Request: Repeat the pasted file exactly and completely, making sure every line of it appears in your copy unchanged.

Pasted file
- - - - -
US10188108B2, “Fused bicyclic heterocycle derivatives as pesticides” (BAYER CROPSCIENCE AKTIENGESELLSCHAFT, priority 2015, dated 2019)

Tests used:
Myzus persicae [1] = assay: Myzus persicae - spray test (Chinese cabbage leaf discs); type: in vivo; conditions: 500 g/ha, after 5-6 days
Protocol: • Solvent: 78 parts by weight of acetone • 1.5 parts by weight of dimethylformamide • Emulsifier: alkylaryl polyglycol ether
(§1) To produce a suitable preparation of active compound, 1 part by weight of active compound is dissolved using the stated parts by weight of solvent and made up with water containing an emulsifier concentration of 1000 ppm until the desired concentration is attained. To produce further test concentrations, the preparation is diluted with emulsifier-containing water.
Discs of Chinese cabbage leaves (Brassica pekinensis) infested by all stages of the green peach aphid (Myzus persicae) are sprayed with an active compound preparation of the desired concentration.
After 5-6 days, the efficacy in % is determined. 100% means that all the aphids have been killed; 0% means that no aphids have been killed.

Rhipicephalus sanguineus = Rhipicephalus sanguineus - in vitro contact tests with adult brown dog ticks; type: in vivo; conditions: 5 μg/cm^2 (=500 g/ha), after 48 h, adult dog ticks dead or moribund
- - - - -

US10188108B2, “Fused bicyclic heterocycle derivatives as pesticides” (BAYER CROPSCIENCE AKTIENGESELLSCHAFT, priority 2015, dated 2019)

Tests used:
Myzus persicae [1] = assay: Myzus persicae - spray test (Chinese cabbage leaf discs); type: in vivo; conditions: 500 g/ha, after 5-6 days
Protocol: • Solvent: 78 parts by weight of acetone • 1.5 parts by weight of dimethylformamide • Emulsifier: alkylaryl polyglycol ether
(§1) To produce a suitable preparation of active compound, 1 part by weight of active compound is dissolved using the stated parts by weight of solvent and made up with water containing an emulsifier concentration of 1000 ppm until the desired concentration is attained. To produce further test concentrations, the preparation is diluted with emulsifier-containing water.
Discs of Chinese cabbage leaves (Brassica pekinensis) infested by all stages of the green peach aphid (Myzus persicae) are sprayed with an active compound preparation of the desired concentration.
After 5-6 days, the efficacy in % is determined. 100% means that all the aphids have been killed; 0% means that no aphids have been killed.

Rhipicephalus sanguineus = Rhipicephalus sanguineus - in vitro contact tests with adult brown dog ticks; type: in vivo; conditions: 5 μg/cm^2 (=500 g/ha), after 48 h, adult dog ticks dead or moribund